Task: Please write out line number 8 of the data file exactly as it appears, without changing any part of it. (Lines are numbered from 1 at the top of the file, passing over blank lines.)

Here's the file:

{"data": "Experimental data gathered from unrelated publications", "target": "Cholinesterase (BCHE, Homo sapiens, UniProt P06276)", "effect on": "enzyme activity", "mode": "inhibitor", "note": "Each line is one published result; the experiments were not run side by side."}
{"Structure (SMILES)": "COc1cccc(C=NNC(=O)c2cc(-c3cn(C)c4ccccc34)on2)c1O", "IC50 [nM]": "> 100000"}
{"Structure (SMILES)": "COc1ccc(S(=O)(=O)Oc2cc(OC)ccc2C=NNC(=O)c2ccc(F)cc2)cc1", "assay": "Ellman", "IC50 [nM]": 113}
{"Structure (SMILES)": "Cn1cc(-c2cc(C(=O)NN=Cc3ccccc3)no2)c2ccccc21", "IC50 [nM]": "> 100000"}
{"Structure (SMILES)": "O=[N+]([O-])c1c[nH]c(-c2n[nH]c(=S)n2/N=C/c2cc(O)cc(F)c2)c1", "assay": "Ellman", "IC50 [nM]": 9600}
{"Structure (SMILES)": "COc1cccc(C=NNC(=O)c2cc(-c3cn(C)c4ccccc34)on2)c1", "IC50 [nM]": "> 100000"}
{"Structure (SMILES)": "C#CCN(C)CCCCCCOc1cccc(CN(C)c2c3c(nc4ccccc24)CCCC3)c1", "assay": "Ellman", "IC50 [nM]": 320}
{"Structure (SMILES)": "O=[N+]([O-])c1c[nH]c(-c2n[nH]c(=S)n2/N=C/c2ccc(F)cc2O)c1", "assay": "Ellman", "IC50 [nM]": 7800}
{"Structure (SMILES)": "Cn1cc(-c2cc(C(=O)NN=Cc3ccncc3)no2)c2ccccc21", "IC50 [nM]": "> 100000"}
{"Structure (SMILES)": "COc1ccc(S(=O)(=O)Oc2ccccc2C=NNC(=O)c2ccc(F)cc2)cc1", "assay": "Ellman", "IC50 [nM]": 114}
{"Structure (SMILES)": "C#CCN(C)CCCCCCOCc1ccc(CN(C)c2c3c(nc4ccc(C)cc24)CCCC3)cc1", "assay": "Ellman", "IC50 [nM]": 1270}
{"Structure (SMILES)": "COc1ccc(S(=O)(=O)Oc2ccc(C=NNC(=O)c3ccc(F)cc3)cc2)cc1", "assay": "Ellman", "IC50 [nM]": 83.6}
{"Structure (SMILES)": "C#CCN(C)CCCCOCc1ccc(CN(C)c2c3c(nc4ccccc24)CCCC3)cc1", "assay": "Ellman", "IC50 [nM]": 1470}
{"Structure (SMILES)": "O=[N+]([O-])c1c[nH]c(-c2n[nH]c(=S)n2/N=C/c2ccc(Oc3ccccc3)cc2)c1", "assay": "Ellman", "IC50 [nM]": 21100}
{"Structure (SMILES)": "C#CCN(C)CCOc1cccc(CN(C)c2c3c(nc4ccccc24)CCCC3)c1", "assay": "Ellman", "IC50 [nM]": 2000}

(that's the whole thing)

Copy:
{"Structure (SMILES)": "O=[N+]([O-])c1c[nH]c(-c2n[nH]c(=S)n2/N=C/c2ccc(F)cc2O)c1", "assay": "Ellman", "IC50 [nM]": 7800}